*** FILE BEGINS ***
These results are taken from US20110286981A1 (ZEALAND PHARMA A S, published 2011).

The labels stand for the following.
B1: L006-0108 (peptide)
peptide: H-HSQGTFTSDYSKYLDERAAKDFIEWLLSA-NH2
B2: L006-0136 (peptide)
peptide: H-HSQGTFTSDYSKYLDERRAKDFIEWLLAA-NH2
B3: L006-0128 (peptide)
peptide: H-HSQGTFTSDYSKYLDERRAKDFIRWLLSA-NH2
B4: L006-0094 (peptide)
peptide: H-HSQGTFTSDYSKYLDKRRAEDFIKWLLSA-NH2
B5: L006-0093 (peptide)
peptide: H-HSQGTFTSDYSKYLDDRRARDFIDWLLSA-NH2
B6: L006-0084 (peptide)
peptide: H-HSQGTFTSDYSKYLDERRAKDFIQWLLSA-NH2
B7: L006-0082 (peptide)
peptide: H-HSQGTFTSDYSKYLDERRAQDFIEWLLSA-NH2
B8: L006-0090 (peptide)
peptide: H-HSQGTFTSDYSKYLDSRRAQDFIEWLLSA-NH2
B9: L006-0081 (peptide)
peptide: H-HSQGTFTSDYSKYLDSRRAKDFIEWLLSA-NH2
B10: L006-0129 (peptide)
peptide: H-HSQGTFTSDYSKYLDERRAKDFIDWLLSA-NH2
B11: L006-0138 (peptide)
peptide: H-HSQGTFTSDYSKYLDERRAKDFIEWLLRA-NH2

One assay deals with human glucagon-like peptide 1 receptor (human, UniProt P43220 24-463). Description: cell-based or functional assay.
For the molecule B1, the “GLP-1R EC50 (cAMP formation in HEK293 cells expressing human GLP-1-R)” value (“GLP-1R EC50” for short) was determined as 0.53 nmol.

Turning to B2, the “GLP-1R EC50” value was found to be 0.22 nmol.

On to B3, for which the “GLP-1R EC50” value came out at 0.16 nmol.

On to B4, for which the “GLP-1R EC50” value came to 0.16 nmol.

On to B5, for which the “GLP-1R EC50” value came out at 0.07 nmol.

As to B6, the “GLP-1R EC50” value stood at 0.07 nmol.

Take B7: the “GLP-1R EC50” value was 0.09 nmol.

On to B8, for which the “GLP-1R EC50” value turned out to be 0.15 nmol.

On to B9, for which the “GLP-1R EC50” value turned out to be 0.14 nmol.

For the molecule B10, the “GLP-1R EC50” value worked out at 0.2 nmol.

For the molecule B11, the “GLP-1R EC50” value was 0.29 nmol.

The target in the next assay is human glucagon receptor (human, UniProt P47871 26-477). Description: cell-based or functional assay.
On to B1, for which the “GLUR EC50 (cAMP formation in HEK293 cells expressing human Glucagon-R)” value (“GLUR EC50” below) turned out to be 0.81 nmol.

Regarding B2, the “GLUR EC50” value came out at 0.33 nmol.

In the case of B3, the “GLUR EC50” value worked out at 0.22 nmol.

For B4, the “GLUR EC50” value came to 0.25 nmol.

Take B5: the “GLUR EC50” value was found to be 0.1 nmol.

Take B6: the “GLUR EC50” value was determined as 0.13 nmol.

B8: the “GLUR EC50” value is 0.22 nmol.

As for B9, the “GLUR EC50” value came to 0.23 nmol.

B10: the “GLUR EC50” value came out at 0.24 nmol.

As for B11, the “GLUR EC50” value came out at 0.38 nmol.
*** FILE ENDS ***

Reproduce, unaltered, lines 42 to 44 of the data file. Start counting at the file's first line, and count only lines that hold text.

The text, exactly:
Take B5: the “GLUR EC50” value was found to be 0.1 nmol.

Take B6: the “GLUR EC50” value was determined as 0.13 nmol.

B8: the “GLUR EC50” value is 0.22 nmol.